From home office in College Park The Top 10 reasons Terps are still playing

March 16, 1998|By Paul McMullen | Paul McMullen,SUN STAFF

On Jan. 3, Maryland was run off its own court by Duke, and there were plenty of questions about the Terps. Just about every answer Gary Williams has received since then, however, has been positive.

The Terps won five of their next six games to take command of third place in the Atlantic Coast Conference. There was another ugly loss at Duke, but Maryland since has gone 9-3, and you have to search back to 1983-84, when Len Bias led them to their last ACC championship, to find a stronger stretch drive by the Terps.

Maryland meets Arizona in the West Regional semifinals in Anaheim, Calif., Thursday, and analysts give the Terps a decent shot at beating the defending NCAA champions. Here's the Top 10 countdown on why that could happen, and why Maryland is still playing.

10. Elliott's emergence

How many other first-year starters in the nation have had as big an impact as Rodney Elliott? Granted, the senior forward from Dunbar High is by no means a rookie, but he has done a fine job filling Keith Booth's shoes. He has thrown his 220 pounds around more in the last month, and he's averaged a double double, 16.0 points and 10.7 rebounds, in the past seven games.

9. M&Ms

Forward Terence Morris and center Mike Mardesich were limited to eight minutes apiece in the second-round win over Illinois, but Maryland wouldn't have won 18 games in the regular season without the freshmen, who made for a deeper, fresher team than last season's.

Each player in the eight-man rotation has appeared in all 31 games. Sarunas Jasikevicius, the senior guard from Lithuania, has had to have fluid drained from his left knee, but other than that, the Terps have been remarkably healthy.

8. Fewer fouls

Mardesich and Morris haven't had to rescue the Terps lately because Elliott and Obinna Ekezie have avoided foul trouble. Elliott had nine disqualifications in the Terps' first 23 games, one in the last eight. Ekezie fouled out four times in the first 17 games. In the last 14, he's been disqualified once.

7. 3-2 zone

Williams has always been an unabashed advocate of man-to-man defense, but this year Maryland has gotten a lot of mileage out of a 3-2 zone that features either Laron Profit or Morris out top, and sometimes utilizes both of those wingspans. It first paid dividends at N.C. State Jan. 10, most recently against Illinois.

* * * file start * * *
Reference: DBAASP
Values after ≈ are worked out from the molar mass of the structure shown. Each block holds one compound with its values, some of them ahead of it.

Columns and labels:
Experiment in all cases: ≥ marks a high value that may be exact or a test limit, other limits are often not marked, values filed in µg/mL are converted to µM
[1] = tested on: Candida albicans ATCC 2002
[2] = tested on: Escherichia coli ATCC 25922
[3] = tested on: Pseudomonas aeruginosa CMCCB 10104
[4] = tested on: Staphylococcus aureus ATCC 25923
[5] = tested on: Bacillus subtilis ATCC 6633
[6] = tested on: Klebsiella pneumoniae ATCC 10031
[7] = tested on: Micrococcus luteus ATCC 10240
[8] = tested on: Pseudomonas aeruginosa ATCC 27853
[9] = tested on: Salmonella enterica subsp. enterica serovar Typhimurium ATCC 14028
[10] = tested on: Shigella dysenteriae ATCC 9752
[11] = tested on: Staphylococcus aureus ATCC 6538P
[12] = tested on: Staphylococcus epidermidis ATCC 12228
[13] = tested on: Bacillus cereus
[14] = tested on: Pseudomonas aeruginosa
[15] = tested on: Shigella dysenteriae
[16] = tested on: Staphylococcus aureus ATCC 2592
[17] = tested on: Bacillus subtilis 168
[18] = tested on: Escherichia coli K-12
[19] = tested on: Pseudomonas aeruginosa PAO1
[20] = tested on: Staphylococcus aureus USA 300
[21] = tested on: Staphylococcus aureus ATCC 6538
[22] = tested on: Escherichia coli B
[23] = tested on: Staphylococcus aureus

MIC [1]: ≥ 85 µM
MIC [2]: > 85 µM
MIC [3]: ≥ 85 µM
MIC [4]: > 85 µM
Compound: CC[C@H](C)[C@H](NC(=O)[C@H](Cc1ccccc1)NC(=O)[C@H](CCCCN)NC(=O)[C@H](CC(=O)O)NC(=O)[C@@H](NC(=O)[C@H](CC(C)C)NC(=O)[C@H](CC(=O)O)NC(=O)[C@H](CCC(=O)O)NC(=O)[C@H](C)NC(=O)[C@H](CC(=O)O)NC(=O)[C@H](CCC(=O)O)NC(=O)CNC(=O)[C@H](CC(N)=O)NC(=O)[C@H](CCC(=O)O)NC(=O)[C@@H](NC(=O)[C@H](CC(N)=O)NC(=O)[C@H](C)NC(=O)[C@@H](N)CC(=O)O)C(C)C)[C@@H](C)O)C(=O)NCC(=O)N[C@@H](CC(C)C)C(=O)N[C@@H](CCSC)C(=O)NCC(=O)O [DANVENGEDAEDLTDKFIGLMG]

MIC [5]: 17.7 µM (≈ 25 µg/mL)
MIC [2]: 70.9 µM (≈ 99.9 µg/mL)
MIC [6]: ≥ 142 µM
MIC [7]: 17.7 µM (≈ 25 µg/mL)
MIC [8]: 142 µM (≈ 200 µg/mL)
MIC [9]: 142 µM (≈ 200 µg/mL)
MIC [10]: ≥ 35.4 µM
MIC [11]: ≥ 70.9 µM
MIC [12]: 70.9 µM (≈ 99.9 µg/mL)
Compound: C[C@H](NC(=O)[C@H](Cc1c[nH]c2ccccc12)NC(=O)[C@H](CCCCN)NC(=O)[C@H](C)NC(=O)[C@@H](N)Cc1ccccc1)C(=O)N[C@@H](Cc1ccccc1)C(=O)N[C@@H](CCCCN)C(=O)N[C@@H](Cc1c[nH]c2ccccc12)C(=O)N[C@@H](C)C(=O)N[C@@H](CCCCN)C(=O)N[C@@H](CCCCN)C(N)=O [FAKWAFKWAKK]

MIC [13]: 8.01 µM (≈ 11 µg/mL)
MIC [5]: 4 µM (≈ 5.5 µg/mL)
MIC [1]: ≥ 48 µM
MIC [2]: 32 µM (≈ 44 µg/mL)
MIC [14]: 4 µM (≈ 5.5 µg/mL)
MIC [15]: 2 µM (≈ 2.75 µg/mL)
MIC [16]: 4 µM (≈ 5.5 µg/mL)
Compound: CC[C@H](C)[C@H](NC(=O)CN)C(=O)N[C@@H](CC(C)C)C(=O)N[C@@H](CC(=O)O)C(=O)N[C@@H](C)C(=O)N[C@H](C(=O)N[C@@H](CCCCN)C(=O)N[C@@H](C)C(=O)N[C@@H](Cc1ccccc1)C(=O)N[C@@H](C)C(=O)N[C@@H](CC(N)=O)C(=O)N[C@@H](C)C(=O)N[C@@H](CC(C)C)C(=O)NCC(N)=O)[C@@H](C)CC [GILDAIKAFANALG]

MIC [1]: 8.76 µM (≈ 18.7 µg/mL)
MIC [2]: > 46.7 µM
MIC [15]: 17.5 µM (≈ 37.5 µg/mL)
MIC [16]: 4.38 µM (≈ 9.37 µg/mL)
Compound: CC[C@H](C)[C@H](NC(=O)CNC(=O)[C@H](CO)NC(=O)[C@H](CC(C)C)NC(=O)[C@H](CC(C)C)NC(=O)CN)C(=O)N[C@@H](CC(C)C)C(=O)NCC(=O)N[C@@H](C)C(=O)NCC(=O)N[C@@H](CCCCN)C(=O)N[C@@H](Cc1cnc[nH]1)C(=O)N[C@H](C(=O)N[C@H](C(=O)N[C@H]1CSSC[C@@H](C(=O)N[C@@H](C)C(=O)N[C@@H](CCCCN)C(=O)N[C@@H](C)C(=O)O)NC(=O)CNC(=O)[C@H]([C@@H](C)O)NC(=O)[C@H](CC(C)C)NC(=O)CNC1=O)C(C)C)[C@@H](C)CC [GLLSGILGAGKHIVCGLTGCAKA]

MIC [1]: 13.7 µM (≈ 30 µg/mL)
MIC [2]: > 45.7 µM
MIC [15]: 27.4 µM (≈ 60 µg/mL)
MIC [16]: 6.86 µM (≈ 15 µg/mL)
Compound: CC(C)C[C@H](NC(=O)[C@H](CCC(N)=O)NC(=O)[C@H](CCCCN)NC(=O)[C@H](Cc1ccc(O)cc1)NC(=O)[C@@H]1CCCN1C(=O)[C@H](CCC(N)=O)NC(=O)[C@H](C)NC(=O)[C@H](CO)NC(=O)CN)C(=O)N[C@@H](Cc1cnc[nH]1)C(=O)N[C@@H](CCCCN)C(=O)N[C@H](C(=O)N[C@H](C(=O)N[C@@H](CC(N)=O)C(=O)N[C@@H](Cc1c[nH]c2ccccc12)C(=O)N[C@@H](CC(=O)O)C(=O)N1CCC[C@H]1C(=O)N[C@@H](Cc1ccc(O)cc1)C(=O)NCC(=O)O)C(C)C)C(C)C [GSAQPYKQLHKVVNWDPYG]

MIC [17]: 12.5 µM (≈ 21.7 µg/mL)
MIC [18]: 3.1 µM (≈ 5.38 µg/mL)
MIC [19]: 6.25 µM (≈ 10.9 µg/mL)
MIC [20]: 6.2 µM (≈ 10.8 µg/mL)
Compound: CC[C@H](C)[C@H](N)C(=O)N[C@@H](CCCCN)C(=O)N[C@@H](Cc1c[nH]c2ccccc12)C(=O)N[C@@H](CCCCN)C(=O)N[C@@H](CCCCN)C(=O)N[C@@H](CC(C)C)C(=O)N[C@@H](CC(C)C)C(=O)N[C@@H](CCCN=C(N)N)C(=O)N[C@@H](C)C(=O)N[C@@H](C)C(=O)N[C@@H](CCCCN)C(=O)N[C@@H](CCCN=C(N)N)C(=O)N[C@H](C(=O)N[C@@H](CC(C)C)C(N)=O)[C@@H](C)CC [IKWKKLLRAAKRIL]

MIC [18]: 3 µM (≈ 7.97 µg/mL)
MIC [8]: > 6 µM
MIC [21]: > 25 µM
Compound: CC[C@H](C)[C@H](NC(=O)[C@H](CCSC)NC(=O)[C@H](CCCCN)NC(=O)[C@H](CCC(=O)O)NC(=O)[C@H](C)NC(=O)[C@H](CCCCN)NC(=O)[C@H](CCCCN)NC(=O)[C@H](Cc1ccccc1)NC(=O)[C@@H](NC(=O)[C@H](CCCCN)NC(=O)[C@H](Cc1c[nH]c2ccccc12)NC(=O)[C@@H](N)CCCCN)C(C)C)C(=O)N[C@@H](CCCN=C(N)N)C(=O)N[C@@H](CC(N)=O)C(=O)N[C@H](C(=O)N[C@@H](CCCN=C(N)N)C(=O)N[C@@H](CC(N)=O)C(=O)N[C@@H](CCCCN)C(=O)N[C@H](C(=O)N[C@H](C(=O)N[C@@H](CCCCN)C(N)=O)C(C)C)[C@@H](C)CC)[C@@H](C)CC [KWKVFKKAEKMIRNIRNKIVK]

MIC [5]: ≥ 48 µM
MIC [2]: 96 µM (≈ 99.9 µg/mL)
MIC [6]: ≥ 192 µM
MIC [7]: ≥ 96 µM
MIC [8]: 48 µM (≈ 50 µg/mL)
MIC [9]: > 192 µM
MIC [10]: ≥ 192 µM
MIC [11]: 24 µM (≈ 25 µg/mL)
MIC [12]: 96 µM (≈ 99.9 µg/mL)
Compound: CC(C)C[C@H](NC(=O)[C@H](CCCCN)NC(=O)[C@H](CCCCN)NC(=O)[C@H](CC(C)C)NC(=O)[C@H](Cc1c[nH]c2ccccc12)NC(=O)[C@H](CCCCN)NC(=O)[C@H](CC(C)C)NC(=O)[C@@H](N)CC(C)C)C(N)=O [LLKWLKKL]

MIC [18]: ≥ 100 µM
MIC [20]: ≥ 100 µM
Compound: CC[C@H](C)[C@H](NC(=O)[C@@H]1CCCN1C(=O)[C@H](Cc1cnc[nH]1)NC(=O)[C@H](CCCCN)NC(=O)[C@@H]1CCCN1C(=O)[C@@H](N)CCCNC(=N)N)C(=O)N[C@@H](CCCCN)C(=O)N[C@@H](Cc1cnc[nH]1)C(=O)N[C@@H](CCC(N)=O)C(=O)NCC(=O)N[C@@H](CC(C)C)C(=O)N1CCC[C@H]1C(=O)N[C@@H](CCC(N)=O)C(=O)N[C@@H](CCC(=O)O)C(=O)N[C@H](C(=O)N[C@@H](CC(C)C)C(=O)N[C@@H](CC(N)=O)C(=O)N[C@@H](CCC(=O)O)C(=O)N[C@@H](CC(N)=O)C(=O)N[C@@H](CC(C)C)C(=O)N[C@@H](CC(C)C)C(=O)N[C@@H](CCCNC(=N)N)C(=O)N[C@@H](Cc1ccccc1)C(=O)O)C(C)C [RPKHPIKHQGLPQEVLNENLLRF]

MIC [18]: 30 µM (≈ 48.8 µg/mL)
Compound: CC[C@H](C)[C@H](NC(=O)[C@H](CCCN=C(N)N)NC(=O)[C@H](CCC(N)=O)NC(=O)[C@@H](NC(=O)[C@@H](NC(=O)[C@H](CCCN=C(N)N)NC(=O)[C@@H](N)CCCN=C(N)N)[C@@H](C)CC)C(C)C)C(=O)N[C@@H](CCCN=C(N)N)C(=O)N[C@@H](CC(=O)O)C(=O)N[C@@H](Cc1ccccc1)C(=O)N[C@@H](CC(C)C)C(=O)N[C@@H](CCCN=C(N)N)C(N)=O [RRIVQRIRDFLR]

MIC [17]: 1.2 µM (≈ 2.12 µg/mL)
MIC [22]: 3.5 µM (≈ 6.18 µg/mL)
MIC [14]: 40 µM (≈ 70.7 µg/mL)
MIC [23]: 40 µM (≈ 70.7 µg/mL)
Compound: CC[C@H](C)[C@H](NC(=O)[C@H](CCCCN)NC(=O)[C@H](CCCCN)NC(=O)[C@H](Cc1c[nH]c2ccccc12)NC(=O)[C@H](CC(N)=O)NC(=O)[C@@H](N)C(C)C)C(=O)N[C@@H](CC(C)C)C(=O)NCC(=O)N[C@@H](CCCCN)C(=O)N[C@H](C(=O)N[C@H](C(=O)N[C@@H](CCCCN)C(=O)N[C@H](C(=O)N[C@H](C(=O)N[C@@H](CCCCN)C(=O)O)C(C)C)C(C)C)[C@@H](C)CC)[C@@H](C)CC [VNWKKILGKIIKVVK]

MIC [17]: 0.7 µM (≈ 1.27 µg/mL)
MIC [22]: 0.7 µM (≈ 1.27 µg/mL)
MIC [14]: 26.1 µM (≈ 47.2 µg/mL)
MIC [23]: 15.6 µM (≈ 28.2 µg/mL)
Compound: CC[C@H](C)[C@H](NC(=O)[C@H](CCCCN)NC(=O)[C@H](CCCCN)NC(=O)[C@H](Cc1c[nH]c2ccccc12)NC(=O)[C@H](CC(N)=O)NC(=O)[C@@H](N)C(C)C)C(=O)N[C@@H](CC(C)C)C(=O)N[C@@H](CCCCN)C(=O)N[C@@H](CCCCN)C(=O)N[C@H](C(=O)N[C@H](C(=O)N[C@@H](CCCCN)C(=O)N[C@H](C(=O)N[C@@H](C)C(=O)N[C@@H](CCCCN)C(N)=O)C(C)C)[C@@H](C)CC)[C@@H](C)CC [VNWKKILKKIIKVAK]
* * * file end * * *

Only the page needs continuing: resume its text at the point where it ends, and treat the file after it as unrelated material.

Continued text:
6. SJ3

That's the scoring shorthand for a three-pointer by Jasikevicius, which has been a staple lately. Heading into the regular-season finale against Temple, he was shooting 35.9 percent beyond the arc. Since then he's hit 56.6 percent (17 of 30).

5. Four go-to guys

It was suggested earlier that Maryland was struggling because it LTC didn't have a single go-to guy, like Booth. The Terps still don't have a player in that role, but what had been construed as a weakness might now be a strength. Jasikevicius can beat you. So can Elliott and Profit. Ask Illinois about Ekezie.

"Who was Arizona's go-to guy last year?" Profit asked. "When Kentucky won the national title [in 1996], did they have a single go-to guy? Sometimes balance can be a good thing."

4. Stokes' steadier hand

Williams winced when junior Terrell Stokes rushed a couple of three-point attempts in the closing minutes against Illinois, but he has been pleased with the work the junior point guard has done since he regained his starting position in mid-January. Stokes averaged 4.1 assists in Maryland's first 20 games. In the last 11, he's averaged 5.1. He deserves some credit for the Terps' improved efficiency in their half-court offense.

3. No respect

Williams and his players said this season was all that mattered, but Maryland seemed determined to silence the critics who harped on the program's first-round failures in the past two NCAA tournaments. The ACC all-star team didn't include a player from Maryland among the top 10, and the name of Rodney Dangerfield is invoked often in the locker room.

2. Fast-starting seniors

Maryland led Illinois 28-15. It raced to a 14-3 lead on Utah State. The Terps started well against North Carolina in the ACC semifinals, a day after they jumped out to an 8-2 lead and never trailed Georgia Tech. Elliott, Jasikevicius and backup point guard Matt Kovarik could be the catalysts there.

"I'm not trying to be modest, but that's not the coach," Williams said. "Our seniors are making sure the others are ready to play. There's a time for joking around in the locker room, but Rodney lets everyone know when that time's over."

1. Synergy

Williams was asked to describe the way six veterans and two freshmen have bonded.

"I think the word is synergy, the common goal being the priority," Williams said. "There's a reason why they care about each other so much. Look at our starters. Rodney didn't start until he was a senior, Sarunas until he was a junior. Terrell and Laron didn't start as freshmen. Nobody walked onto this team and was given a job.

"They've had to earn everything they've got, and that makes a difference."

Pub Date: 3/16/98

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